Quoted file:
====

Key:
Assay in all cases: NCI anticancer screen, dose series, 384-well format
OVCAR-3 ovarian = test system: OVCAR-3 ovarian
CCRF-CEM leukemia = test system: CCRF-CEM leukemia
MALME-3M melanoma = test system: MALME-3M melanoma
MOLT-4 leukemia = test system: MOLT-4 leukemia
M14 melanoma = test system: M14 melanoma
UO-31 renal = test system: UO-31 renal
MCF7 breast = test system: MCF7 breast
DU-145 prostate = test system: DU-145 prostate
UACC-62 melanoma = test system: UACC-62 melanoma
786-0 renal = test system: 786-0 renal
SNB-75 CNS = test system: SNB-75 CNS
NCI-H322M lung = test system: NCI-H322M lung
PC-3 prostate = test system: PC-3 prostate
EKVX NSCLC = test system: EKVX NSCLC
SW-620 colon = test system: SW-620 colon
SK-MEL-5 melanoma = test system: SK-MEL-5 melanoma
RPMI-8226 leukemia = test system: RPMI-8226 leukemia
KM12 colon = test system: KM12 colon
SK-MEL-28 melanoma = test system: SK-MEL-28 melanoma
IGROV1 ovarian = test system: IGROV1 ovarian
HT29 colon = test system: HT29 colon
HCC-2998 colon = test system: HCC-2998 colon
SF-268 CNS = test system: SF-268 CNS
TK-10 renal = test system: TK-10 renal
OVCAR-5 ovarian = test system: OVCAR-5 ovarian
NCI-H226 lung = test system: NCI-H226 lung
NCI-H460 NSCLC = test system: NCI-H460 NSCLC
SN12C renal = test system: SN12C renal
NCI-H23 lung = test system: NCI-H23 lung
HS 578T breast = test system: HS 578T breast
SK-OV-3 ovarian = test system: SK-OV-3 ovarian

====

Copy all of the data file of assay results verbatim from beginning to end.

Key:
Assay in all cases: NCI anticancer screen, dose series, 384-well format
OVCAR-3 ovarian = test system: OVCAR-3 ovarian
CCRF-CEM leukemia = test system: CCRF-CEM leukemia
MALME-3M melanoma = test system: MALME-3M melanoma
MOLT-4 leukemia = test system: MOLT-4 leukemia
M14 melanoma = test system: M14 melanoma
UO-31 renal = test system: UO-31 renal
MCF7 breast = test system: MCF7 breast
DU-145 prostate = test system: DU-145 prostate
UACC-62 melanoma = test system: UACC-62 melanoma
786-0 renal = test system: 786-0 renal
SNB-75 CNS = test system: SNB-75 CNS
NCI-H322M lung = test system: NCI-H322M lung
PC-3 prostate = test system: PC-3 prostate
EKVX NSCLC = test system: EKVX NSCLC
SW-620 colon = test system: SW-620 colon
SK-MEL-5 melanoma = test system: SK-MEL-5 melanoma
RPMI-8226 leukemia = test system: RPMI-8226 leukemia
KM12 colon = test system: KM12 colon
SK-MEL-28 melanoma = test system: SK-MEL-28 melanoma
IGROV1 ovarian = test system: IGROV1 ovarian
HT29 colon = test system: HT29 colon
HCC-2998 colon = test system: HCC-2998 colon
SF-268 CNS = test system: SF-268 CNS
TK-10 renal = test system: TK-10 renal
OVCAR-5 ovarian = test system: OVCAR-5 ovarian
NCI-H226 lung = test system: NCI-H226 lung
NCI-H460 NSCLC = test system: NCI-H460 NSCLC
SN12C renal = test system: SN12C renal
NCI-H23 lung = test system: NCI-H23 lung
HS 578T breast = test system: HS 578T breast
SK-OV-3 ovarian = test system: SK-OV-3 ovarian